There is an ISKON temple in West Virginia. In my childhood I visited it my parents. While trying to get there, we ended up getting lost and needing to ask for directions. We asked an old guy where the Hare Krishna temple was.

      He replied, “You mean the Hairy Carry Assrum?”

      For some reason your Harpreet post reminded me of this incident.

  6. I left the best part about my last name which is Namboodiry. Saying anything more will be a discourse in tautology

    1. Even I wouldn’t be able to do justice to that one.


      However, a friend from Kerala once taught me that the way to pronounce Malayalam is Mal-YAA-lum not Malay-al-am like most Bengalis pronounce it.


  7. So how do you prefer we call you (include pronunciation please)?

    As usual, hilarious… and true! Recommending the post to my bangla friends now.

    Good day.

  8. My name is Uday. Thought it would be very simple for westerners to pronounce. That thought perished when I heard my TA call me U-day. Have been a U-day ever since 😦

  9. How can someone turn Anirban into An-Arabian in the first place? That’s plain ridiculous. Even if some North American devotee had actually gone into an infinite looped pronunciation of ‘Nandananda..’ that still would’ve been understandable.

    Take my name for example. Most of my friends find ‘Samadrita’ to be quite a mouthful hence they’ve shortened it down to Sammy or Sam completely disregarding my feelings. And this is India we’re talking about. *sigh*

    Great post.

    1. Samadrita, that is a nice name. Often it helps to point out common words in English that sound the same. Have you tried Margarita?


      Jokes, aside, I think our spelling confusion compounds the problem. Rituparna is female, but Rituparno is male (and I don’t want to get into existential arguments on this one).

      But what about the spelling Subrata, couldn’t it be male like Subroto and female like Subrotaa?

      Take care.

  10. You got it easy. Americans take one look at my name and give up. Even in India no one other than Bongs can pronounce my name correctly; the whole juktakhor at the th-w stumps them.

    In US, I have been asked if they can call me Prit, which I absolutely refuse to do kicking and screaming. Finally they settle on Pete, in which case I say, fine – I’ll just call all of you guys Mike.

    The ultimate trophy must however go to MCI phone company(#youremember, who took down my name as Priwich Pierre. Not that I minded being mistaken for a Frenchman, but did not appreciate my phone line being cutoff since no bills arrived to my address for me to pay.

  11. One post all Bengalis will understand and appreciate. I suppose it happens with all of us- anywhere in India or abroad. My classmates can’t pronounce my name Paushali so they turned it a shed ‘hep and happening’ and made it sound like Victoria Beckham’s poor cousin.
    Also, I remember a Prof. once calling out my name as Poshla, then Panchali and in the end asking what does my name mean 😛

  12. Bengali’s mess up pronunciation as well.

    When I was in Calcutta, my last name Narasimhan was always Noro-shimon. Initially, I thought it was just a few friends playing pranks with my name, but later, even random people would read Narasimhan as Noro-shimo. My sister was always Bidda (Vidya). I understand that you don’t have ‘V’ in your alphabet or something like that, but how difficult is it to say Vidya. And, replacing ‘a’ with ‘o’ is common. Do you have the vowel ‘o’ in your script like in Hindi?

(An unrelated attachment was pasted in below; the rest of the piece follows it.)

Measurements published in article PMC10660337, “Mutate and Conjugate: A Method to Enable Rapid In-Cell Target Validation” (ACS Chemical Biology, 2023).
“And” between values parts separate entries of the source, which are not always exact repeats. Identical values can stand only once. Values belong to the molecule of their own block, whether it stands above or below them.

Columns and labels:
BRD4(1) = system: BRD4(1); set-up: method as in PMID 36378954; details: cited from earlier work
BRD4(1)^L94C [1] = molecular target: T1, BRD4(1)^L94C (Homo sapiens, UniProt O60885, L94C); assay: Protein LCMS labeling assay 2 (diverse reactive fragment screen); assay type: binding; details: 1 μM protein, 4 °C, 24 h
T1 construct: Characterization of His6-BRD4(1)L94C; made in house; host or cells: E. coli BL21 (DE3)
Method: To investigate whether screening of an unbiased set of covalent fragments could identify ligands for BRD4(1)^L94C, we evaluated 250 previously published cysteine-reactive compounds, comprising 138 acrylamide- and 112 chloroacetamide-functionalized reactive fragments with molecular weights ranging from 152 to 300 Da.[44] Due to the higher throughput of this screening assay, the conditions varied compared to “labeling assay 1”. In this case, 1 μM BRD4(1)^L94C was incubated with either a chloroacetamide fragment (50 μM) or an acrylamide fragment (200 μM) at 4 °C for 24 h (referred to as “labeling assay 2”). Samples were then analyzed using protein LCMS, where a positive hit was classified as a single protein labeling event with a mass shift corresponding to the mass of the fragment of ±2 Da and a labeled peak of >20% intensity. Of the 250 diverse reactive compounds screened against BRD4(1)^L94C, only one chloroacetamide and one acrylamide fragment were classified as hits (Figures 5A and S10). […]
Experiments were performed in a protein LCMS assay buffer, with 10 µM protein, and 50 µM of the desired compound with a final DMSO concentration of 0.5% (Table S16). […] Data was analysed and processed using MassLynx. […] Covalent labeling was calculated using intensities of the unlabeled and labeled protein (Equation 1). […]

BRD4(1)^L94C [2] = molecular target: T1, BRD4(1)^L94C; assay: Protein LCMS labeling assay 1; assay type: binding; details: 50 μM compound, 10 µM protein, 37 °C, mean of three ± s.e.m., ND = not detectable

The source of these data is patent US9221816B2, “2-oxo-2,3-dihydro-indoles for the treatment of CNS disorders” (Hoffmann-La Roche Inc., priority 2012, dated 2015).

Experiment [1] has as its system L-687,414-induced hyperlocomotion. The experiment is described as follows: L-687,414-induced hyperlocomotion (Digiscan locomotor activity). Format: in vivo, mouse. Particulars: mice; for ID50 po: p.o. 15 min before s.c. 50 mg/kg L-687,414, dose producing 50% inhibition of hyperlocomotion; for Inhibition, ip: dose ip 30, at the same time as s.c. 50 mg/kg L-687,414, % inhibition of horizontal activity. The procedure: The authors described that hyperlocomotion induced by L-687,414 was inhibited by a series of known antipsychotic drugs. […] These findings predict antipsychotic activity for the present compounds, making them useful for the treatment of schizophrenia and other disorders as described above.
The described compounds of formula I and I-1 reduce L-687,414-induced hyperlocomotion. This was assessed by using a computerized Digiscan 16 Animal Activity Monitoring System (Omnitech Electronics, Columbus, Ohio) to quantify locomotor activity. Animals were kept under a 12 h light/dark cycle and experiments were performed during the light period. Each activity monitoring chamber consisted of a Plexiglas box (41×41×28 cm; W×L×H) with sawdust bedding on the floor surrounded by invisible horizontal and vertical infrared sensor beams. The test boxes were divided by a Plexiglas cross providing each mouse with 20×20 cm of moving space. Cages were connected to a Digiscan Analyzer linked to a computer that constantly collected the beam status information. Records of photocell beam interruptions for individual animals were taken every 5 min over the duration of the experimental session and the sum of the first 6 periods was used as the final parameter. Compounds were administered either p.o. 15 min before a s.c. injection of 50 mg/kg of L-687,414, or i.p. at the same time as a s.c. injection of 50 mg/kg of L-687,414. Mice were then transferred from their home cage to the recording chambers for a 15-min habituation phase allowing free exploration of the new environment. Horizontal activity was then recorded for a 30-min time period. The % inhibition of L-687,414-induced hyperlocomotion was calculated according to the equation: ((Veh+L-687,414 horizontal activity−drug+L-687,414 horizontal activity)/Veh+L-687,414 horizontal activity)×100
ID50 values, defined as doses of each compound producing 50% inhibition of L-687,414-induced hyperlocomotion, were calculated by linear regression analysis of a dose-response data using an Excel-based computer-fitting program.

1. Haha… thanks for sharing those stories.

      I will not offer a defense. Okay, maybe a very weak one.

      The problem is that all the letters that you’d find in Hindi are there in Bangla. Let me elaborate. The letters are there, but they sound different. Consequently, a Bengali whose name might be spelled Vidya would be pronounced Bidda. If you swap the exact Devanagari letters of Madhuri Dixit to Bangla it sounds like Madhuri Dikkhit.

      That is because Bengali owes a lot in terms of pronunciation to Pali which it is often considered closer to than to Sanskrit.

      Personally, I have no problems with close approximations. Look, I am not going to get Eyjafjallajökull right. But with long names, I’ll break it down and try it. I won’t reorder the syllables.

      Best wishes.

  13. Hee Hee….it’s funny! Though ‘Anirban’is much easier to pronounce than my name. One of my American friend call me ‘Ari’ and he pronounces it like Harry with a silent H! 😉

  14. Ha ha ha …. going by what Betty said, there could be a release – “Anirban” Nights. 😛 Best Seller !! 😆 Sorry, but the “Arabian” just found me kayalaofying my daant at full capacity !! 😛 My wife cannot get over the fact how Bengalis convert every V to a B. So it is Bidiya Balan, Robeena Tandon and Sreedebi !! But getting your Hindu name twisted to Middle Eastern flavors,I feel for you Ani. Though a lot of people would probably pronounce that too as On E !!

  15. Being a southie(Tam) and having a name like Yogesh makes people wonder if I’m gujarati… I guess there is reason enough for that.

    I’m not picky about how my name is pronounced, but if you can pronounce Rajesh and Mahesh, Yogesh should not be too far off.

    On Bengali names, I used to have a class mate called Sudhosathya, which most South Indians corrupted to ‘Ch***tiya’. I tell you.. these engineering kids can be pretty cruel.

    Flashforward to the work place. A colleague called Sulagno had a lot of trouble getting Americans to call him properly. Luckily enough for him, they used his last name properly. Paul.

    Good post, once again

    1. Thanks for reading and commenting, Yogesh.

      If if you hadn’t mentioned that you were a Tam, your spelling “SudhosatHya” gave it away.

      Unfortunately for me, I have a pretty tough last name too.

      Hope you have a great week. 🙂

  16. Oh my..Thaw was funny stuff..I hate when people call me Nisaaaank instead of Nishank…This “sh” thing i that hard to pronounce kya 😦

  17. To be completely honest, I’m not even sure HOW my name is supposed to be pronounced ideally. I don’t even try. I turn my head towards any sound that remotely has the sounds of the letters G, R, D and a random T thrown somewhere near the end.

    Gurdit has become:

    Grrrdit (with hard d and hard t, by non-Indians)
    Gurdeeeeet (by some Indians)
    Gurudutt (by other Indians)
    Gurdeep (because apparently that’s a more acceptably common Sikh name)

  18. Chaitanya goes by Chai in the US. Even that they find hard to pronounce. Only when I tell them, Chai – like the tea – like “Chai-tea” do they go “Oh! Chai-tea!” and promptly believe that my name is Chaitea instead of the already adultered Chai.